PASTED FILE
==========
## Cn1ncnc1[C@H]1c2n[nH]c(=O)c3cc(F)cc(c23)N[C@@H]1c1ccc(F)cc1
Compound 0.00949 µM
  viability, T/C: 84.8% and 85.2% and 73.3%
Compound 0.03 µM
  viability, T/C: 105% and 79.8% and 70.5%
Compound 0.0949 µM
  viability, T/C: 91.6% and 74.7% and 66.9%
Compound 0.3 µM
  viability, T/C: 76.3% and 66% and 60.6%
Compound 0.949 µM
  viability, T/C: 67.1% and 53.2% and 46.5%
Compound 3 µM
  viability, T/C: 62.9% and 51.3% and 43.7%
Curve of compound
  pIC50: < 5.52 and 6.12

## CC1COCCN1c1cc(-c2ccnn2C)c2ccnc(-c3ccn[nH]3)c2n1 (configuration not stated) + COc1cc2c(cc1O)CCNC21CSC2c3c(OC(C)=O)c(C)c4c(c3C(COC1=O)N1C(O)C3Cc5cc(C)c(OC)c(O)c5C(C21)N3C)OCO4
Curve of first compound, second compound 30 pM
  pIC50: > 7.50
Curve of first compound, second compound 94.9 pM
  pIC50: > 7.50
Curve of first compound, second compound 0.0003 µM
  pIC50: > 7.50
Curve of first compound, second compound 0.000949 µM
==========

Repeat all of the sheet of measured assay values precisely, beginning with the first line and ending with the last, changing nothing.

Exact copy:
## Cn1ncnc1[C@H]1c2n[nH]c(=O)c3cc(F)cc(c23)N[C@@H]1c1ccc(F)cc1
Compound 0.00949 µM
  viability, T/C: 84.8% and 85.2% and 73.3%
Compound 0.03 µM
  viability, T/C: 105% and 79.8% and 70.5%
Compound 0.0949 µM
  viability, T/C: 91.6% and 74.7% and 66.9%
Compound 0.3 µM
  viability, T/C: 76.3% and 66% and 60.6%
Compound 0.949 µM
  viability, T/C: 67.1% and 53.2% and 46.5%
Compound 3 µM
  viability, T/C: 62.9% and 51.3% and 43.7%
Curve of compound
  pIC50: < 5.52 and 6.12

## CC1COCCN1c1cc(-c2ccnn2C)c2ccnc(-c3ccn[nH]3)c2n1 (configuration not stated) + COc1cc2c(cc1O)CCNC21CSC2c3c(OC(C)=O)c(C)c4c(c3C(COC1=O)N1C(O)C3Cc5cc(C)c(OC)c(O)c5C(C21)N3C)OCO4
Curve of first compound, second compound 30 pM
  pIC50: > 7.50
Curve of first compound, second compound 94.9 pM
  pIC50: > 7.50
Curve of first compound, second compound 0.0003 µM
  pIC50: > 7.50
Curve of first compound, second compound 0.000949 µM